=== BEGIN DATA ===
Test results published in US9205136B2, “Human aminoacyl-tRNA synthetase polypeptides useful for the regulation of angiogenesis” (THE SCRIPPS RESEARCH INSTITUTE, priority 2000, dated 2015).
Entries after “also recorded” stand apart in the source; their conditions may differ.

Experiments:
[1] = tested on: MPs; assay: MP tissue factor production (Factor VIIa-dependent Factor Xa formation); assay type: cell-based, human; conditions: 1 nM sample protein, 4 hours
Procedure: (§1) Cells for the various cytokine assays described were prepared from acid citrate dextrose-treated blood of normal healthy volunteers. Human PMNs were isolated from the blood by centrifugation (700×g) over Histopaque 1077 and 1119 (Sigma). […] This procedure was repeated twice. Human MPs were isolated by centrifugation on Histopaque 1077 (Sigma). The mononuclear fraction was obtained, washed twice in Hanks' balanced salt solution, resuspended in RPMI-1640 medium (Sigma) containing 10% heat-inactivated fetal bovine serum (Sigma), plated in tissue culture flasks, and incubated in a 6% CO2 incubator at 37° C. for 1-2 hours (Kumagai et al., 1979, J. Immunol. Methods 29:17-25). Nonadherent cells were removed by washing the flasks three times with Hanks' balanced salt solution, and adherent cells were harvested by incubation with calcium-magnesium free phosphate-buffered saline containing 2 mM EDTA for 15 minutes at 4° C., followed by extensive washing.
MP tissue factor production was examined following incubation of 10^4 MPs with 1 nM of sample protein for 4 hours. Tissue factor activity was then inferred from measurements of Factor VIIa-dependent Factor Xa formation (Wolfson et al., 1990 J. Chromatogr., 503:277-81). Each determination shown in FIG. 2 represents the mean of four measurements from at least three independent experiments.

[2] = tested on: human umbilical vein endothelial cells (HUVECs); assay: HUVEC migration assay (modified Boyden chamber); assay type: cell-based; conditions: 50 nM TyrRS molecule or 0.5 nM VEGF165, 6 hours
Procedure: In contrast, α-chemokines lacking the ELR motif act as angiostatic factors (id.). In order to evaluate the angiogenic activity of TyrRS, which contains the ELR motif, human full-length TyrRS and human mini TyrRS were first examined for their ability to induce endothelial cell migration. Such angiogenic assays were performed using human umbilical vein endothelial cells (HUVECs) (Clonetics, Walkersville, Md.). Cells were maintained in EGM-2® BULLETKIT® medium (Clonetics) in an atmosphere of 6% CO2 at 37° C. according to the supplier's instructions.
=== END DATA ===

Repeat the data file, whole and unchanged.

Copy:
Test results published in US9205136B2, “Human aminoacyl-tRNA synthetase polypeptides useful for the regulation of angiogenesis” (THE SCRIPPS RESEARCH INSTITUTE, priority 2000, dated 2015).
Entries after “also recorded” stand apart in the source; their conditions may differ.

Experiments:
[1] = tested on: MPs; assay: MP tissue factor production (Factor VIIa-dependent Factor Xa formation); assay type: cell-based, human; conditions: 1 nM sample protein, 4 hours
Procedure: (§1) Cells for the various cytokine assays described were prepared from acid citrate dextrose-treated blood of normal healthy volunteers. Human PMNs were isolated from the blood by centrifugation (700×g) over Histopaque 1077 and 1119 (Sigma). […] This procedure was repeated twice. Human MPs were isolated by centrifugation on Histopaque 1077 (Sigma). The mononuclear fraction was obtained, washed twice in Hanks' balanced salt solution, resuspended in RPMI-1640 medium (Sigma) containing 10% heat-inactivated fetal bovine serum (Sigma), plated in tissue culture flasks, and incubated in a 6% CO2 incubator at 37° C. for 1-2 hours (Kumagai et al., 1979, J. Immunol. Methods 29:17-25). Nonadherent cells were removed by washing the flasks three times with Hanks' balanced salt solution, and adherent cells were harvested by incubation with calcium-magnesium free phosphate-buffered saline containing 2 mM EDTA for 15 minutes at 4° C., followed by extensive washing.
MP tissue factor production was examined following incubation of 10^4 MPs with 1 nM of sample protein for 4 hours. Tissue factor activity was then inferred from measurements of Factor VIIa-dependent Factor Xa formation (Wolfson et al., 1990 J. Chromatogr., 503:277-81). Each determination shown in FIG. 2 represents the mean of four measurements from at least three independent experiments.

[2] = tested on: human umbilical vein endothelial cells (HUVECs); assay: HUVEC migration assay (modified Boyden chamber); assay type: cell-based; conditions: 50 nM TyrRS molecule or 0.5 nM VEGF165, 6 hours
Procedure: In contrast, α-chemokines lacking the ELR motif act as angiostatic factors (id.). In order to evaluate the angiogenic activity of TyrRS, which contains the ELR motif, human full-length TyrRS and human mini TyrRS were first examined for their ability to induce endothelial cell migration. Such angiogenic assays were performed using human umbilical vein endothelial cells (HUVECs) (Clonetics, Walkersville, Md.). Cells were maintained in EGM-2® BULLETKIT® medium (Clonetics) in an atmosphere of 6% CO2 at 37° C. according to the supplier's instructions.